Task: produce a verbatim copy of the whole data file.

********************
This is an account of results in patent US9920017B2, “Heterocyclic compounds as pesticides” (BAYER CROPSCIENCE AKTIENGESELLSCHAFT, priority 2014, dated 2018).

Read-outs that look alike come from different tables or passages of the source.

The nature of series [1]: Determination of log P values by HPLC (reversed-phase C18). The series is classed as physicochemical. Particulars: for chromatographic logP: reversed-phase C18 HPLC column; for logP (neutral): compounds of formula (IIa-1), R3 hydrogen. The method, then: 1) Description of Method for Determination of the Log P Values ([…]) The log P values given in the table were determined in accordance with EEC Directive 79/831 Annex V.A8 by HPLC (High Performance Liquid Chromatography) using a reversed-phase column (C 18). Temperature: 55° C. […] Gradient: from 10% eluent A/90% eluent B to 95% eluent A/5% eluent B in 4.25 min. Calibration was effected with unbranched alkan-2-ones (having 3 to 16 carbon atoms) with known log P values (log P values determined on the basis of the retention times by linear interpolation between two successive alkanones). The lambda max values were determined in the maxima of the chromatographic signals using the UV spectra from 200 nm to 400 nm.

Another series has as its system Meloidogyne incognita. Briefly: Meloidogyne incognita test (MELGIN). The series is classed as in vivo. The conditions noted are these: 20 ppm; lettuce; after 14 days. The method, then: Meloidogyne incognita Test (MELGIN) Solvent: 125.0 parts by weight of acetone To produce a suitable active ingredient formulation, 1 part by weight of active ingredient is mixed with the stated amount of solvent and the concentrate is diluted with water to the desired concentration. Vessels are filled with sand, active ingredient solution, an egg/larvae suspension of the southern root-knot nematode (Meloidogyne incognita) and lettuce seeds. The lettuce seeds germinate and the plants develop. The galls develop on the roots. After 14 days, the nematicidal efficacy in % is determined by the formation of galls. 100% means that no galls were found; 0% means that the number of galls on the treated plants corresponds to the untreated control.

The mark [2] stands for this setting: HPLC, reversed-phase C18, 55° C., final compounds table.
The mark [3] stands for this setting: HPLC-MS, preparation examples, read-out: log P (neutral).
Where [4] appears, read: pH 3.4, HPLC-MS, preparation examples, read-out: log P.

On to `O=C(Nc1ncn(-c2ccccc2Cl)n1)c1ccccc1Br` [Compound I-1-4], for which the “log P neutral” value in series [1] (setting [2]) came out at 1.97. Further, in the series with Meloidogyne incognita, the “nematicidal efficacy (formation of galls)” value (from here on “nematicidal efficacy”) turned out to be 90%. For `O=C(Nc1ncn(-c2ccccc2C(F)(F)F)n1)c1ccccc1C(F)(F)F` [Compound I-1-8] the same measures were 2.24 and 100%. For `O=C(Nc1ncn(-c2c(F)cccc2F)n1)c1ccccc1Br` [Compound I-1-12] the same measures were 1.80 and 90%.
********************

This is an account of results in patent US9920017B2, “Heterocyclic compounds as pesticides” (BAYER CROPSCIENCE AKTIENGESELLSCHAFT, priority 2014, dated 2018).

Read-outs that look alike come from different tables or passages of the source.

The nature of series [1]: Determination of log P values by HPLC (reversed-phase C18). The series is classed as physicochemical. Particulars: for chromatographic logP: reversed-phase C18 HPLC column; for logP (neutral): compounds of formula (IIa-1), R3 hydrogen. The method, then: 1) Description of Method for Determination of the Log P Values ([…]) The log P values given in the table were determined in accordance with EEC Directive 79/831 Annex V.A8 by HPLC (High Performance Liquid Chromatography) using a reversed-phase column (C 18). Temperature: 55° C. […] Gradient: from 10% eluent A/90% eluent B to 95% eluent A/5% eluent B in 4.25 min. Calibration was effected with unbranched alkan-2-ones (having 3 to 16 carbon atoms) with known log P values (log P values determined on the basis of the retention times by linear interpolation between two successive alkanones). The lambda max values were determined in the maxima of the chromatographic signals using the UV spectra from 200 nm to 400 nm.

Another series has as its system Meloidogyne incognita. Briefly: Meloidogyne incognita test (MELGIN). The series is classed as in vivo. The conditions noted are these: 20 ppm; lettuce; after 14 days. The method, then: Meloidogyne incognita Test (MELGIN) Solvent: 125.0 parts by weight of acetone To produce a suitable active ingredient formulation, 1 part by weight of active ingredient is mixed with the stated amount of solvent and the concentrate is diluted with water to the desired concentration. Vessels are filled with sand, active ingredient solution, an egg/larvae suspension of the southern root-knot nematode (Meloidogyne incognita) and lettuce seeds. The lettuce seeds germinate and the plants develop. The galls develop on the roots. After 14 days, the nematicidal efficacy in % is determined by the formation of galls. 100% means that no galls were found; 0% means that the number of galls on the treated plants corresponds to the untreated control.

The mark [2] stands for this setting: HPLC, reversed-phase C18, 55° C., final compounds table.
The mark [3] stands for this setting: HPLC-MS, preparation examples, read-out: log P (neutral).
Where [4] appears, read: pH 3.4, HPLC-MS, preparation examples, read-out: log P.

On to `O=C(Nc1ncn(-c2ccccc2Cl)n1)c1ccccc1Br` [Compound I-1-4], for which the “log P neutral” value in series [1] (setting [2]) came out at 1.97. Further, in the series with Meloidogyne incognita, the “nematicidal efficacy (formation of galls)” value (from here on “nematicidal efficacy”) turned out to be 90%. For `O=C(Nc1ncn(-c2ccccc2C(F)(F)F)n1)c1ccccc1C(F)(F)F` [Compound I-1-8] the same measures were 2.24 and 100%. For `O=C(Nc1ncn(-c2c(F)cccc2F)n1)c1ccccc1Br` [Compound I-1-12] the same measures were 1.80 and 90%.